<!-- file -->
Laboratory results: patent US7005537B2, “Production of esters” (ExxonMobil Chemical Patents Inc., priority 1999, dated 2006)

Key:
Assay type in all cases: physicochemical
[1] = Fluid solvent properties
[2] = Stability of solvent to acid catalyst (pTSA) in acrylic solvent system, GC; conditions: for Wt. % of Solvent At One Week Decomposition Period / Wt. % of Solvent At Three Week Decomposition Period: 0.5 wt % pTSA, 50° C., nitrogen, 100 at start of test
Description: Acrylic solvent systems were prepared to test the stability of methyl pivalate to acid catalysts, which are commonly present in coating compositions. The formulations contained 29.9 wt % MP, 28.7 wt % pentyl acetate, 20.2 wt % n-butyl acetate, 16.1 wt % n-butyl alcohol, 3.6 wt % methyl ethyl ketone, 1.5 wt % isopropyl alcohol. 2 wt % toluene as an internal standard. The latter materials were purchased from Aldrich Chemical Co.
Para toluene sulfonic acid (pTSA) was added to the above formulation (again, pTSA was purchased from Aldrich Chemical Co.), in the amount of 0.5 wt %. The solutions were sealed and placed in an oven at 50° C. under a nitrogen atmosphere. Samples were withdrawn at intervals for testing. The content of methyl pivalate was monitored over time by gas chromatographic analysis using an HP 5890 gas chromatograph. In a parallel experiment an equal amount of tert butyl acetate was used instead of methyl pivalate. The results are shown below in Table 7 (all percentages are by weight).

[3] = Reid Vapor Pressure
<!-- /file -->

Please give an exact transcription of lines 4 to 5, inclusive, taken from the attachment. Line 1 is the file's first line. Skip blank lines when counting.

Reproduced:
[1] = Fluid solvent properties
[2] = Stability of solvent to acid catalyst (pTSA) in acrylic solvent system, GC; conditions: for Wt. % of Solvent At One Week Decomposition Period / Wt. % of Solvent At Three Week Decomposition Period: 0.5 wt % pTSA, 50° C., nitrogen, 100 at start of test